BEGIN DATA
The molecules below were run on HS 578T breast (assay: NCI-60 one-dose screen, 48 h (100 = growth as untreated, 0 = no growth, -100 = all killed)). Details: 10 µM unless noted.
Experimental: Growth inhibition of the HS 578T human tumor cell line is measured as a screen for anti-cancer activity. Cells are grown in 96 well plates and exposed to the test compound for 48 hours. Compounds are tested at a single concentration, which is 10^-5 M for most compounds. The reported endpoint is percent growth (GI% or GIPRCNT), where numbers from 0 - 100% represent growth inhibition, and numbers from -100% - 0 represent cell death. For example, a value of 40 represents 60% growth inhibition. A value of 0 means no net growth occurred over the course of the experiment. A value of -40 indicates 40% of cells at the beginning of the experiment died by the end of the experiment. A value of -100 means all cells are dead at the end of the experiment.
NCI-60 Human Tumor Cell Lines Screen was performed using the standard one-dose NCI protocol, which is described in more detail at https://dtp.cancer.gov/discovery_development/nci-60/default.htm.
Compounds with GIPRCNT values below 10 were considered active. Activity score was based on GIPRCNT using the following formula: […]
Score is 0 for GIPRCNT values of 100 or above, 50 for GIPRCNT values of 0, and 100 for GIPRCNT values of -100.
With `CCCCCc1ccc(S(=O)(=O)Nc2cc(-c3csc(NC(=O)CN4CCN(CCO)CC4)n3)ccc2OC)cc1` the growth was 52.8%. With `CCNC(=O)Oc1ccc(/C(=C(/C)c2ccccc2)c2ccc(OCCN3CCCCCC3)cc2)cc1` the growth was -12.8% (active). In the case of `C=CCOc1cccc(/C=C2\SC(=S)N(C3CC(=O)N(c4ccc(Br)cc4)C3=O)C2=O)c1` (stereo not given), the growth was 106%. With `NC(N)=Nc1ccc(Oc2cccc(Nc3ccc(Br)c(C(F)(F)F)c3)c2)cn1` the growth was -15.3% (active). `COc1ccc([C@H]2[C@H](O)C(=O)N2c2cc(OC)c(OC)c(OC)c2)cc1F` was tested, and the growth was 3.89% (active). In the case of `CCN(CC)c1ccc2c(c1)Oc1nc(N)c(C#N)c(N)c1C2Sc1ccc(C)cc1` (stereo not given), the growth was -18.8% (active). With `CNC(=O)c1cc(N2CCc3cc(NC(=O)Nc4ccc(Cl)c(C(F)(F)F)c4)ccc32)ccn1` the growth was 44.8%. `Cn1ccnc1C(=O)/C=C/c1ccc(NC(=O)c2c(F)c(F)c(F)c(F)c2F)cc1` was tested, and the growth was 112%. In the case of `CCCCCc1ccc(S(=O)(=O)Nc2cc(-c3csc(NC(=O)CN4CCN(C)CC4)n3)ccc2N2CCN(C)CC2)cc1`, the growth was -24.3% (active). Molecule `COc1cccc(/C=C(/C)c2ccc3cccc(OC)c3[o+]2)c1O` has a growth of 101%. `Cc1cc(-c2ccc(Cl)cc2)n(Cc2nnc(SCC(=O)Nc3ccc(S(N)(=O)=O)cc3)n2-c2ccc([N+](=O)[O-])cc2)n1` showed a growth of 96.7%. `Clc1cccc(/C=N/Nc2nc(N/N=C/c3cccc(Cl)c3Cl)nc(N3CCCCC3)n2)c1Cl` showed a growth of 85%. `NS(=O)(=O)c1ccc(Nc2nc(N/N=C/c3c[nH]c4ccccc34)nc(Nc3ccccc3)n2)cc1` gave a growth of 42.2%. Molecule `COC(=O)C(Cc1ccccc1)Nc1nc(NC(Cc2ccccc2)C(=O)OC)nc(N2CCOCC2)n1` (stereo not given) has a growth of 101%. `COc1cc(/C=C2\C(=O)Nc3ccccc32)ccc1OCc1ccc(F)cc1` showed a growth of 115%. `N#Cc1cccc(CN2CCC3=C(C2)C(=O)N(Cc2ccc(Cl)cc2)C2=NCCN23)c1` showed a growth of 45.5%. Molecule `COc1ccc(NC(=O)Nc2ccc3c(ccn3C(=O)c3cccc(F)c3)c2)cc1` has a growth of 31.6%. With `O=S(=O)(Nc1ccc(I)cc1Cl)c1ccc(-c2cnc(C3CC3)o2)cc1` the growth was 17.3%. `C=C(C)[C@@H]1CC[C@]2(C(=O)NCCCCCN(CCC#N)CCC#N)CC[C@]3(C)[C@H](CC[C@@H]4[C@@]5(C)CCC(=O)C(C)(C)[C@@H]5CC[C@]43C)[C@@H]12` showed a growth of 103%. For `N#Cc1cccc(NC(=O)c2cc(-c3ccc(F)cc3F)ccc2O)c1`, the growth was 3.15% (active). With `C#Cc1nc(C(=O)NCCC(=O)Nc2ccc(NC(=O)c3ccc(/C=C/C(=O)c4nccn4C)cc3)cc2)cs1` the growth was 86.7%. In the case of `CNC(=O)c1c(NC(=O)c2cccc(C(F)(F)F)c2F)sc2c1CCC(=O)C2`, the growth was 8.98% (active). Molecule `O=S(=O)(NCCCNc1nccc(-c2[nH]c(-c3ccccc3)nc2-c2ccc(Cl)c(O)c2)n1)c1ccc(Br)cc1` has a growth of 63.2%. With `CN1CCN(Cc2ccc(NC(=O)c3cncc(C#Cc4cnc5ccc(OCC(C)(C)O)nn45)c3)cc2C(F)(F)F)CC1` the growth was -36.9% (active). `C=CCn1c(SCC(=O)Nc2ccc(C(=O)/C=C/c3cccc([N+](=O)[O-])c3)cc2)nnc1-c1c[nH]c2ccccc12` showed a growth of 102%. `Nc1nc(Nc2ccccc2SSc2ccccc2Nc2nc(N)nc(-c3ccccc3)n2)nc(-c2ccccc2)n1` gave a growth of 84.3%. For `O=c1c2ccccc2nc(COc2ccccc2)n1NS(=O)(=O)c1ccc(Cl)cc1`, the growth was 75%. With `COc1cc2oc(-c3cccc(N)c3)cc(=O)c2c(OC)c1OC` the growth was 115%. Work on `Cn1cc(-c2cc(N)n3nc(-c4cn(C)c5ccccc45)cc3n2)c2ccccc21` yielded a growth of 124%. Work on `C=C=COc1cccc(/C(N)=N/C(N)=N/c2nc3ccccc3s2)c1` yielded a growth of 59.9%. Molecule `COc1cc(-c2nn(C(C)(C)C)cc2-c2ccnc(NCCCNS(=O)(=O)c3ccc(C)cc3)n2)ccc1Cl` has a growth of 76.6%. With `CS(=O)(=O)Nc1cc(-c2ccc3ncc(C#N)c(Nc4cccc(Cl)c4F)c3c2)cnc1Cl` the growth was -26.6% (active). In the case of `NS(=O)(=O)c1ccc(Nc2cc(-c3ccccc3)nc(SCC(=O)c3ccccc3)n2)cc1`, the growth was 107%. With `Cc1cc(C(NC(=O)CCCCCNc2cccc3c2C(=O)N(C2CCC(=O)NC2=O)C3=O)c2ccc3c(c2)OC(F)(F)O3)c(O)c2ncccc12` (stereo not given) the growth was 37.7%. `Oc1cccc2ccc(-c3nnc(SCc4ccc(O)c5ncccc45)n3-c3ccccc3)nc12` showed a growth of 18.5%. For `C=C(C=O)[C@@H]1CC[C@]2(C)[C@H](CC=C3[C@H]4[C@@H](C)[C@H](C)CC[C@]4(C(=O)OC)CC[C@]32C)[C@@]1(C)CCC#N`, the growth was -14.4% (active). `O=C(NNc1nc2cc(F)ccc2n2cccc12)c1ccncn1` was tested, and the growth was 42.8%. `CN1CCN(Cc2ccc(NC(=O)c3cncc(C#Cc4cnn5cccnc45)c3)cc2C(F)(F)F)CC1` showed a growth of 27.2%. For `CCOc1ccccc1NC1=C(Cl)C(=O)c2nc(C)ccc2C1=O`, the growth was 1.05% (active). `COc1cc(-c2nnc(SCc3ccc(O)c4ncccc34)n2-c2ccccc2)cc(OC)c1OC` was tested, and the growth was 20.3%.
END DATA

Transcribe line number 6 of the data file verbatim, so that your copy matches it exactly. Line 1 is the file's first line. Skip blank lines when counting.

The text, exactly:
With `CCCCCc1ccc(S(=O)(=O)Nc2cc(-c3csc(NC(=O)CN4CCN(CCO)CC4)n3)ccc2OC)cc1` the growth was 52.8%. With `CCNC(=O)Oc1ccc(/C(=C(/C)c2ccccc2)c2ccc(OCCN3CCCCCC3)cc2)cc1` the growth was -12.8% (active). In the case of `C=CCOc1cccc(/C=C2\SC(=S)N(C3CC(=O)N(c4ccc(Br)cc4)C3=O)C2=O)c1` (stereo not given), the growth was 106%. With `NC(N)=Nc1ccc(Oc2cccc(Nc3ccc(Br)c(C(F)(F)F)c3)c2)cn1` the growth was -15.3% (active). `COc1ccc([C@H]2[C@H](O)C(=O)N2c2cc(OC)c(OC)c(OC)c2)cc1F` was tested, and the growth was 3.89% (active). In the case of `CCN(CC)c1ccc2c(c1)Oc1nc(N)c(C#N)c(N)c1C2Sc1ccc(C)cc1` (stereo not given), the growth was -18.8% (active). With `CNC(=O)c1cc(N2CCc3cc(NC(=O)Nc4ccc(Cl)c(C(F)(F)F)c4)ccc32)ccn1` the growth was 44.8%. `Cn1ccnc1C(=O)/C=C/c1ccc(NC(=O)c2c(F)c(F)c(F)c(F)c2F)cc1` was tested, and the growth was 112%. In the case of `CCCCCc1ccc(S(=O)(=O)Nc2cc(-c3csc(NC(=O)CN4CCN(C)CC4)n3)ccc2N2CCN(C)CC2)cc1`, the growth was -24.3% (active). Molecule `COc1cccc(/C=C(/C)c2ccc3cccc(OC)c3[o+]2)c1O` has a growth of 101%. `Cc1cc(-c2ccc(Cl)cc2)n(Cc2nnc(SCC(=O)Nc3ccc(S(N)(=O)=O)cc3)n2-c2ccc([N+](=O)[O-])cc2)n1` showed a growth of 96.7%. `Clc1cccc(/C=N/Nc2nc(N/N=C/c3cccc(Cl)c3Cl)nc(N3CCCCC3)n2)c1Cl` showed a growth of 85%. `NS(=O)(=O)c1ccc(Nc2nc(N/N=C/c3c[nH]c4ccccc34)nc(Nc3ccccc3)n2)cc1` gave a growth of 42.2%. Molecule `COC(=O)C(Cc1ccccc1)Nc1nc(NC(Cc2ccccc2)C(=O)OC)nc(N2CCOCC2)n1` (stereo not given) has a growth of 101%. `COc1cc(/C=C2\C(=O)Nc3ccccc32)ccc1OCc1ccc(F)cc1` showed a growth of 115%. `N#Cc1cccc(CN2CCC3=C(C2)C(=O)N(Cc2ccc(Cl)cc2)C2=NCCN23)c1` showed a growth of 45.5%. Molecule `COc1ccc(NC(=O)Nc2ccc3c(ccn3C(=O)c3cccc(F)c3)c2)cc1` has a growth of 31.6%. With `O=S(=O)(Nc1ccc(I)cc1Cl)c1ccc(-c2cnc(C3CC3)o2)cc1` the growth was 17.3%. `C=C(C)[C@@H]1CC[C@]2(C(=O)NCCCCCN(CCC#N)CCC#N)CC[C@]3(C)[C@H](CC[C@@H]4[C@@]5(C)CCC(=O)C(C)(C)[C@@H]5CC[C@]43C)[C@@H]12` showed a growth of 103%. For `N#Cc1cccc(NC(=O)c2cc(-c3ccc(F)cc3F)ccc2O)c1`, the growth was 3.15% (active). With `C#Cc1nc(C(=O)NCCC(=O)Nc2ccc(NC(=O)c3ccc(/C=C/C(=O)c4nccn4C)cc3)cc2)cs1` the growth was 86.7%. In the case of `CNC(=O)c1c(NC(=O)c2cccc(C(F)(F)F)c2F)sc2c1CCC(=O)C2`, the growth was 8.98% (active). Molecule `O=S(=O)(NCCCNc1nccc(-c2[nH]c(-c3ccccc3)nc2-c2ccc(Cl)c(O)c2)n1)c1ccc(Br)cc1` has a growth of 63.2%. With `CN1CCN(Cc2ccc(NC(=O)c3cncc(C#Cc4cnc5ccc(OCC(C)(C)O)nn45)c3)cc2C(F)(F)F)CC1` the growth was -36.9% (active). `C=CCn1c(SCC(=O)Nc2ccc(C(=O)/C=C/c3cccc([N+](=O)[O-])c3)cc2)nnc1-c1c[nH]c2ccccc12` showed a growth of 102%. `Nc1nc(Nc2ccccc2SSc2ccccc2Nc2nc(N)nc(-c3ccccc3)n2)nc(-c2ccccc2)n1` gave a growth of 84.3%. For `O=c1c2ccccc2nc(COc2ccccc2)n1NS(=O)(=O)c1ccc(Cl)cc1`, the growth was 75%. With `COc1cc2oc(-c3cccc(N)c3)cc(=O)c2c(OC)c1OC` the growth was 115%. Work on `Cn1cc(-c2cc(N)n3nc(-c4cn(C)c5ccccc45)cc3n2)c2ccccc21` yielded a growth of 124%. Work on `C=C=COc1cccc(/C(N)=N/C(N)=N/c2nc3ccccc3s2)c1` yielded a growth of 59.9%. Molecule `COc1cc(-c2nn(C(C)(C)C)cc2-c2ccnc(NCCCNS(=O)(=O)c3ccc(C)cc3)n2)ccc1Cl` has a growth of 76.6%. With `CS(=O)(=O)Nc1cc(-c2ccc3ncc(C#N)c(Nc4cccc(Cl)c4F)c3c2)cnc1Cl` the growth was -26.6% (active). In the case of `NS(=O)(=O)c1ccc(Nc2cc(-c3ccccc3)nc(SCC(=O)c3ccccc3)n2)cc1`, the growth was 107%. With `Cc1cc(C(NC(=O)CCCCCNc2cccc3c2C(=O)N(C2CCC(=O)NC2=O)C3=O)c2ccc3c(c2)OC(F)(F)O3)c(O)c2ncccc12` (stereo not given) the growth was 37.7%. `Oc1cccc2ccc(-c3nnc(SCc4ccc(O)c5ncccc45)n3-c3ccccc3)nc12` showed a growth of 18.5%. For `C=C(C=O)[C@@H]1CC[C@]2(C)[C@H](CC=C3[C@H]4[C@@H](C)[C@H](C)CC[C@]4(C(=O)OC)CC[C@]32C)[C@@]1(C)CCC#N`, the growth was -14.4% (active). `O=C(NNc1nc2cc(F)ccc2n2cccc12)c1ccncn1` was tested, and the growth was 42.8%. `CN1CCN(Cc2ccc(NC(=O)c3cncc(C#Cc4cnn5cccnc45)c3)cc2C(F)(F)F)CC1` showed a growth of 27.2%. For `CCOc1ccccc1NC1=C(Cl)C(=O)c2nc(C)ccc2C1=O`, the growth was 1.05% (active). `COc1cc(-c2nnc(SCc3ccc(O)c4ncccc34)n2-c2ccccc2)cc(OC)c1OC` was tested, and the growth was 20.3%.